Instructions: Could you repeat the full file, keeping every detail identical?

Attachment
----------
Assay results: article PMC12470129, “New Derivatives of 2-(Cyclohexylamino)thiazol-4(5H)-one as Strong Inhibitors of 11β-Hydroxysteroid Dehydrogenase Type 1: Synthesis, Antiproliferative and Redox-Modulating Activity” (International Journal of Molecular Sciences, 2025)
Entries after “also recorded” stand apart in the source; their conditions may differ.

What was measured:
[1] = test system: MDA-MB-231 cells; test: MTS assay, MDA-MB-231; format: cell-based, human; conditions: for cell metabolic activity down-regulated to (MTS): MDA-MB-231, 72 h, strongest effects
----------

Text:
Assay results: article PMC12470129, “New Derivatives of 2-(Cyclohexylamino)thiazol-4(5H)-one as Strong Inhibitors of 11β-Hydroxysteroid Dehydrogenase Type 1: Synthesis, Antiproliferative and Redox-Modulating Activity” (International Journal of Molecular Sciences, 2025)
Entries after “also recorded” stand apart in the source; their conditions may differ.

What was measured:
[1] = test system: MDA-MB-231 cells; test: MTS assay, MDA-MB-231; format: cell-based, human; conditions: for cell metabolic activity down-regulated to (MTS): MDA-MB-231, 72 h, strongest effects